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Prepared for Comhlámh Action Network by Dr Paul Goodison with section 2.1: Impact of the Luxembourg CAP Reform Agreement on Irish Agriculture by Deirdre O’Connor Dr Paul Goodison is Research Director of the European Research Office (ERO), a Brussels-based NGO specialising in research into the impact of EU policies on Southern Africa. Since its establishment in 1988 ERO has developed an in-depth knowledge of how EU policies impact on Southern Africa. Deirdre O’Connor is a lecturer in agricultural and development economics at the Department of Agri Business, Extension and Rural Development, University College, Dublin Published by and Available from Comhlámh, 55 Grand Parade, Cork. Tel: 021 4275881 E-mail: comhcork@iol.ie Comhlámh, 10 Upper Camden Street, Dublin 2. Tel: 01 4783490 E-mail: info@comhlamh.org www.comhlamh.org A Note on Terminology Throughout the report the author uses the phrases, ‘developing world’ and ‘developing countries’ to describe the countries of Africa, Asia and Latin America. We recognise and encourage a vibrant debate on the issue of terminology. Comhlámh Action Network has chosen to use the phrase Majority World in its work. Acknowledgements Comhlámh gratefully acknowledges funding by Ireland Aid through the National Committee for Development Education, Trócaire and ActionAid Ireland. This document has been produced with the financial assistance of the European Community. The views expressed herein are those of the authors and can therefore in no way be taken to reflect the official opinion of the European Community. Comhlámh Established in 1975 ‘Comhlámh, Development Workers in Global Solidarity: Ireland’ is an organisation of volunteer members committed to working for sustainable development. It does this through supporting, empowering and training development workers, development educators and campaigners, and engaging with these in action for just, equitable and sustainable development. The particular contribution of Comhlámh stems from being an organisation of volunteer members, being informed by the experience of Irish development workers worldwide, not being involved in delivering aid overseas, and approaching development and social justice in an integrated way.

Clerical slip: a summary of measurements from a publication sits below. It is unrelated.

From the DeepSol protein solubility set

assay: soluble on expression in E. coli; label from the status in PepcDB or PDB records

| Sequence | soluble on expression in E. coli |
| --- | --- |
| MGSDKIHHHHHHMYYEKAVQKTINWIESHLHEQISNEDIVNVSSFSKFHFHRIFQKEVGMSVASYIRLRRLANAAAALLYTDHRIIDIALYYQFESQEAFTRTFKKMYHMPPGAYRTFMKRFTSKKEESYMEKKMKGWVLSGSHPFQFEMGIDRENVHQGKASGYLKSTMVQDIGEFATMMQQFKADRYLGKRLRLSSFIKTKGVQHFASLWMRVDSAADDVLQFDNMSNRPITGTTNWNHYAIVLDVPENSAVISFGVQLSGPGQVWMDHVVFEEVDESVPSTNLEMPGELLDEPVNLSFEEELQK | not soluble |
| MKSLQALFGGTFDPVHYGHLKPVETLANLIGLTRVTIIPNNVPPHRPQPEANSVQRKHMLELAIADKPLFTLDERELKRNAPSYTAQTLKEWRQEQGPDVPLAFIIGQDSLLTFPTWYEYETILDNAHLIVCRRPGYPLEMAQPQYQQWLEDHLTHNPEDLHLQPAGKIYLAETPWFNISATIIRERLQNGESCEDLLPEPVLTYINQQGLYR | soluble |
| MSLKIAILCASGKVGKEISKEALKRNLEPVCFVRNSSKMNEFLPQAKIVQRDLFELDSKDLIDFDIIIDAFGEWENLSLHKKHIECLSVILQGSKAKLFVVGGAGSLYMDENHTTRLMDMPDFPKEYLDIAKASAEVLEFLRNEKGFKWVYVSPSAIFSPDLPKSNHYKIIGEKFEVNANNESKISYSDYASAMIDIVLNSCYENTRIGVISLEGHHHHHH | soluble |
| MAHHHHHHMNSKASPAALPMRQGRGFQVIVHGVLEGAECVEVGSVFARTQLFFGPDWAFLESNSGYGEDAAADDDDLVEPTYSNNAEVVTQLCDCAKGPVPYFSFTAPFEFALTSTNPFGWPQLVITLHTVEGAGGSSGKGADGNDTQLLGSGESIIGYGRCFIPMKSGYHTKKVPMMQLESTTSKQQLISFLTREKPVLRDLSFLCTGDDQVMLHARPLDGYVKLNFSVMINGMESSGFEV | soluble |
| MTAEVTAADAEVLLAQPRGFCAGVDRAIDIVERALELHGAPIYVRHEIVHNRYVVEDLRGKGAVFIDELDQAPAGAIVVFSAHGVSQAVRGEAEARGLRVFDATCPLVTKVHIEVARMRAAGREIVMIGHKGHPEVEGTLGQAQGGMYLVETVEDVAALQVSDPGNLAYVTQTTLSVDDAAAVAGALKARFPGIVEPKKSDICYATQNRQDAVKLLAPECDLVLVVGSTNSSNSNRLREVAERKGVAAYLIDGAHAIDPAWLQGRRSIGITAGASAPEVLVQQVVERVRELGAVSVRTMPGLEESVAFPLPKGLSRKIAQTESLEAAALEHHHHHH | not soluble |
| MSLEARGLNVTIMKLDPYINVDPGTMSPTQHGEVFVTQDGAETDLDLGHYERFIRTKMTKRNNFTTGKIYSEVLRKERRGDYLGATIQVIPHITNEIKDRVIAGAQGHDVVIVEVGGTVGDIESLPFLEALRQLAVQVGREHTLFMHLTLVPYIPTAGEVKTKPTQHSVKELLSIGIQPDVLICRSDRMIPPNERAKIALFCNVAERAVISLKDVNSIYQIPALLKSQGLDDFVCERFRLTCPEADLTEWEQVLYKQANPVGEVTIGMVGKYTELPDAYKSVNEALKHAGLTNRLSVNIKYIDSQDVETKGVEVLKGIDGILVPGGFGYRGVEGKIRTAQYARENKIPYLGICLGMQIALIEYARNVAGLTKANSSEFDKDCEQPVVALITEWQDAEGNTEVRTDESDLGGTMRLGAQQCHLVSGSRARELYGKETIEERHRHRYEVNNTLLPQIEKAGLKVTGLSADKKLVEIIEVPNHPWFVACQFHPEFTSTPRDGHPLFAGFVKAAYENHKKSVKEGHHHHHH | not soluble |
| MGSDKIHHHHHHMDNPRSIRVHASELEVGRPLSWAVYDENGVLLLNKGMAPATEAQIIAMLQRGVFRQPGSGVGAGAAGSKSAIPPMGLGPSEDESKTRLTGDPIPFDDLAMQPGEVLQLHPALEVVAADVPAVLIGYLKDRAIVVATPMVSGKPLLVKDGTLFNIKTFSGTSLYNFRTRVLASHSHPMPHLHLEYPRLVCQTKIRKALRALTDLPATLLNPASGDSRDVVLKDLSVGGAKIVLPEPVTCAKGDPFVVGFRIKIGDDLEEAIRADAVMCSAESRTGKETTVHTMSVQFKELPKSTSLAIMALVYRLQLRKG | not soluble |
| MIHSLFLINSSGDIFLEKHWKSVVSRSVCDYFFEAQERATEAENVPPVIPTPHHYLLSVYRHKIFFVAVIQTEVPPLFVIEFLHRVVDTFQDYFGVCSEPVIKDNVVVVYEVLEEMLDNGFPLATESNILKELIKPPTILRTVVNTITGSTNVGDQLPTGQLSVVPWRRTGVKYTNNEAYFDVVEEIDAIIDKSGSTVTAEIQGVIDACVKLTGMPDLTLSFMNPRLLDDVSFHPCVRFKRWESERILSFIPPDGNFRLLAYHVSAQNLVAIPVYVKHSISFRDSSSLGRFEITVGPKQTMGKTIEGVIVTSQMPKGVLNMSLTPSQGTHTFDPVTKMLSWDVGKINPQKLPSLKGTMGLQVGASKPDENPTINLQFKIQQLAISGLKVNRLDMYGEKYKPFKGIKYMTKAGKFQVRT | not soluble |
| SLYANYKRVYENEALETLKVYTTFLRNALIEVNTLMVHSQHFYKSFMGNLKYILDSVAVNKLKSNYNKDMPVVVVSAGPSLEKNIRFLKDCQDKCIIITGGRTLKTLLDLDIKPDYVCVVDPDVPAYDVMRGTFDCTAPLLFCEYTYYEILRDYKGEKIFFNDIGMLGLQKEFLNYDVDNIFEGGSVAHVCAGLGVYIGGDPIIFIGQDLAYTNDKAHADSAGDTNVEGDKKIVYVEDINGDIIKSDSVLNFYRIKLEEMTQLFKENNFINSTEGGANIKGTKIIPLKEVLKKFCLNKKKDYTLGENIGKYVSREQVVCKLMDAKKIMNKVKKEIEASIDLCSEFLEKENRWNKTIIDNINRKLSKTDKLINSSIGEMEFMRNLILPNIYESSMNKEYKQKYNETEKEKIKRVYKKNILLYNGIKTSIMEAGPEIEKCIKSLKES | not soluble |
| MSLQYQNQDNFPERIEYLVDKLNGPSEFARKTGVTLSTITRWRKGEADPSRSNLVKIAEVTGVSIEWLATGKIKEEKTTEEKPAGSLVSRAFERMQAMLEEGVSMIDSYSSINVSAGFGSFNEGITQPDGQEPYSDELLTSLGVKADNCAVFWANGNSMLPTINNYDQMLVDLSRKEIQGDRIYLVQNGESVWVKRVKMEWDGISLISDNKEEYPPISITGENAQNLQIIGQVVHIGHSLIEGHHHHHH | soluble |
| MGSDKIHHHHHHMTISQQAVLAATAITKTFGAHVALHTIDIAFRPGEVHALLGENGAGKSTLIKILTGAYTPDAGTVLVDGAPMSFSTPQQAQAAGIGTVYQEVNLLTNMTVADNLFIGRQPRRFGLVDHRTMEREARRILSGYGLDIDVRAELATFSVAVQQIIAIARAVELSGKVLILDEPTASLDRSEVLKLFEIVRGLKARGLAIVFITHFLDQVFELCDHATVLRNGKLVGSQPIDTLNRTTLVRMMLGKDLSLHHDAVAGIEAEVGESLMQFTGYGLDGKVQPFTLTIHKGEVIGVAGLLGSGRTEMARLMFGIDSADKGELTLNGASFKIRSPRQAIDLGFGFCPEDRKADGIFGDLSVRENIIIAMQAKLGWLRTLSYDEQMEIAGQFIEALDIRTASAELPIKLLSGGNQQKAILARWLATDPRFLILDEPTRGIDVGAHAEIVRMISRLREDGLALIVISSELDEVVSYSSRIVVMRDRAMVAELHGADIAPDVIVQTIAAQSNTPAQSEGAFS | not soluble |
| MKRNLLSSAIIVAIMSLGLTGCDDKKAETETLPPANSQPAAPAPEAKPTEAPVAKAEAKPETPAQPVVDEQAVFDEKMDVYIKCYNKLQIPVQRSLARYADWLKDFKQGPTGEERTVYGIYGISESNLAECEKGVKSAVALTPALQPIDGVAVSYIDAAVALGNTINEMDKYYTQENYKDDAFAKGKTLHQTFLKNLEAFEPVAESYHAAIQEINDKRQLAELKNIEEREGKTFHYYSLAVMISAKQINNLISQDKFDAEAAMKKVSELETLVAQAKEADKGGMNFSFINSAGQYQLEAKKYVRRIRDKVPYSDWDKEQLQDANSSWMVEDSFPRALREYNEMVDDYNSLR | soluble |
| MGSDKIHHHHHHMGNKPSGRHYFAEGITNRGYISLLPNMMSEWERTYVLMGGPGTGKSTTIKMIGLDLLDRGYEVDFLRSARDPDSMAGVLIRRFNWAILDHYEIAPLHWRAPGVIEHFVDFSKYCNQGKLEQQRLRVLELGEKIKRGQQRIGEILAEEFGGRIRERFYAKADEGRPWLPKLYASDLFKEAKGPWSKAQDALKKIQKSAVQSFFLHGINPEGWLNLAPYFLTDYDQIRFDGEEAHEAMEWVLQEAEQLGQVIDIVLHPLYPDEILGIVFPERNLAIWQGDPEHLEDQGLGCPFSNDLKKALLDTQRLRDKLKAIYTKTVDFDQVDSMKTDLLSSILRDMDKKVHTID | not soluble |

Comhlámh seeks to act in solidarity and partnership with people struggling for economic and social justice everywhere. Volunteer members of Comhlámh are active in raising public awareness on a number of development and justice issues: · promoting good practice and equality in aid delivery; · welcoming immigrants to Ireland and promoting a multi-cultural Ireland; · seeking equitable trade relations between industrialised countries and the South; · supporting people seeking to engage in development work overseas and in Ireland; · providing skills training to development educators and campaigners; · welcoming home returned development workers; · involvement in a range of issue-based programmes including work relating to the integration of refugees, health and anti-racism




1.1 Foundations in the CAP


1.2 Varying Pace Requires Flexibility


1.3 The Differing Interests of Developing Countries


1.4 The ‘Green Box’, ‘Blue Box’ and ‘Amber Box’




2.1 Impact of the Luxembourg CAP Reform Agreement on Irish Agriculture


2.2 A Fundamental Shift: The June 2003 CAP Agreement


2.3 Implications: The Erosion of the Value of Trade Preferences


2.4 A Policy Response to the Erosion of the Value of Preferences


2.5 Main Results of EU Options for Sugar-sector Reform


2.6 Implications: Increased Competitiveness of EU Exports


2.7 Policy Response to Increased Price Competitiveness of EU Exports